Glasses For The Hearing Impaired?

If you don’t have hearing loss, it is easy to forget just how much you depend on your ears. Hearing aids are great if you can afford them, but they aren’t like glasses where they immediately improve your sense in almost every way. In addition to having to get used to a hearing aid you’ll often find increased noise and even feedback. If you’ve been to a theater lately, you may have noticed a closed caption display system somewhere nearby that you can sit within visual range of should you be hard of hearing. That limits your seat choices though, and requires you to split your attention between the stage and the device. The National Theatre of London is using Epson smart glasses to put the captions right in your individual line of vision (see video below).

The Epson glasses are similar to the Google Glass that caused such a stir a few years ago, and it seems like such a great application we are surprised it has taken this long to be created. We were also surprised to hear about the length of the project, amazingly it took four years. The Epson glasses can take HDMI or USB-C inputs, so it seems as though a Raspberry Pi, a battery, and the glasses could have made this a weekend project.

Continue reading “Glasses For The Hearing Impaired?”

ATtiny85 Does Over The Air NTSC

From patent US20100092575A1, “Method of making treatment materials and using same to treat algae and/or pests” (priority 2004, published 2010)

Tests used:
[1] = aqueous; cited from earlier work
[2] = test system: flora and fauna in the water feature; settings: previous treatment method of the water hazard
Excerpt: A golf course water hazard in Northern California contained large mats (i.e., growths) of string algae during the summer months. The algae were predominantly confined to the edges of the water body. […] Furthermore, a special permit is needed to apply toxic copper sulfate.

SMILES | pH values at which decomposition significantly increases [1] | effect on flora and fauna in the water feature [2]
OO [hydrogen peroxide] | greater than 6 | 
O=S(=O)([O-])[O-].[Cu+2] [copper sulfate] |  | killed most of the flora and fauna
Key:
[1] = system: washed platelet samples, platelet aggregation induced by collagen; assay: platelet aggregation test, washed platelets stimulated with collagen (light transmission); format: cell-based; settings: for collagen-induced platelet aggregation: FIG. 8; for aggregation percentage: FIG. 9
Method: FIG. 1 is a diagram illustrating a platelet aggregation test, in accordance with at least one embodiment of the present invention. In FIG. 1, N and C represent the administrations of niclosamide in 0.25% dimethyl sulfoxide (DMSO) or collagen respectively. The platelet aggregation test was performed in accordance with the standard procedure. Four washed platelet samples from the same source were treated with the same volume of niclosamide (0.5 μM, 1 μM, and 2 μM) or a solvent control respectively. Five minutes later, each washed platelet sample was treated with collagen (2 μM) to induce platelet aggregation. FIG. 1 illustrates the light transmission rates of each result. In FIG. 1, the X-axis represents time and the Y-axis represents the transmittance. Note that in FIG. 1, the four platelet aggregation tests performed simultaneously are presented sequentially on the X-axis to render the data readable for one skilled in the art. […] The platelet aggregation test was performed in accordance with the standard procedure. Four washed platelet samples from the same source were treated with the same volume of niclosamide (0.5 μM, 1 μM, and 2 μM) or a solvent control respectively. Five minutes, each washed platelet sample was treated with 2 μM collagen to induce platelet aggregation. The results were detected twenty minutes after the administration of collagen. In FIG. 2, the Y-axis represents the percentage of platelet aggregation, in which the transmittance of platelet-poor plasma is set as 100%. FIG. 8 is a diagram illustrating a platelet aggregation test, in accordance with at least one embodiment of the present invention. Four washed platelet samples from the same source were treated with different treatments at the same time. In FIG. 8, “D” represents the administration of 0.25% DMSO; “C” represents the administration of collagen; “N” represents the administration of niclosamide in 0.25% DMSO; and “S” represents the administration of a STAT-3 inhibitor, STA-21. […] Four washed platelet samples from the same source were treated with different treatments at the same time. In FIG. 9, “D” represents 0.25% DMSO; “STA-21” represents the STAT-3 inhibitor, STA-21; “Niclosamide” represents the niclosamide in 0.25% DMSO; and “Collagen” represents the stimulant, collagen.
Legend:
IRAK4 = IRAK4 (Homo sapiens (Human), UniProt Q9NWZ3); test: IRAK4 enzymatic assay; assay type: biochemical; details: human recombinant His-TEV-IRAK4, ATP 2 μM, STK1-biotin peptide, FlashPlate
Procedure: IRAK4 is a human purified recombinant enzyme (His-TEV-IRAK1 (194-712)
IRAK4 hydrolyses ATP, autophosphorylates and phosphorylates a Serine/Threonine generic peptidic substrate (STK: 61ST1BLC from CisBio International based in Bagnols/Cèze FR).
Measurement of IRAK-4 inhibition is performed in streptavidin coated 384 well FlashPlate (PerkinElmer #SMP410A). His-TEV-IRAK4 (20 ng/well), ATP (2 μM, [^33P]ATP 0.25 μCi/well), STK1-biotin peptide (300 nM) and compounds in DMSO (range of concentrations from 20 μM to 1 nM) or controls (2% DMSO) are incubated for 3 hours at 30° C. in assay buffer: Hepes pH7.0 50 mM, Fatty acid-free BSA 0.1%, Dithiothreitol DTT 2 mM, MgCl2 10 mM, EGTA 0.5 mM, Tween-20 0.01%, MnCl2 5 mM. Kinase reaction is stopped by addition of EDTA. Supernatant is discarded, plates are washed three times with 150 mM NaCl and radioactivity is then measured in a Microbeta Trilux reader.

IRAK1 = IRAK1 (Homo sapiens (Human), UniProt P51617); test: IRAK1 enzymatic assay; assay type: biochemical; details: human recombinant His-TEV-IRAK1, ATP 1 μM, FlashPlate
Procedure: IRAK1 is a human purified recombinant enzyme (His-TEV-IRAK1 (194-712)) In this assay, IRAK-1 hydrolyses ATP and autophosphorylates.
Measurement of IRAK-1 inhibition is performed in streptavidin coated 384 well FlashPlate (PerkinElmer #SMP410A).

[CNLohr] has made a habit of using ATtiny microcontrollers for everything, and one of his most popular projects is using an ATTiny85 to generate NTSC video. With a $2 microcontroller and eight pins, [CNLohr] can put text and simple graphics on any TV. He’s back at it again, only this time the microcontroller isn’t plugged into the TV.

The ATtiny in this project is overclocked to 30MHz or so using the on-chip PLL. That, plus a few wires of sufficient length means this chip can generate and broadcast NTSC video.

[CNLohr] mentions that it should be possible to use this board to transmit closed captioning directly to a TV. If you’re looking for the simplest way to display text on a monitor with an AVR, there ‘ya go: a microcontroller and two wires. He’s unable to actually test this, as he lost the remote for his tiny TV from the turn of the millennium. Because there’s no way for [CNLohr] to enable closed captioning on his TV, he can’t build the obvious application for this circuit – a closed caption Twitter bot. That doesn’t mean you can’t.

Video below.

Continue reading “ATtiny85 Does Over The Air NTSC”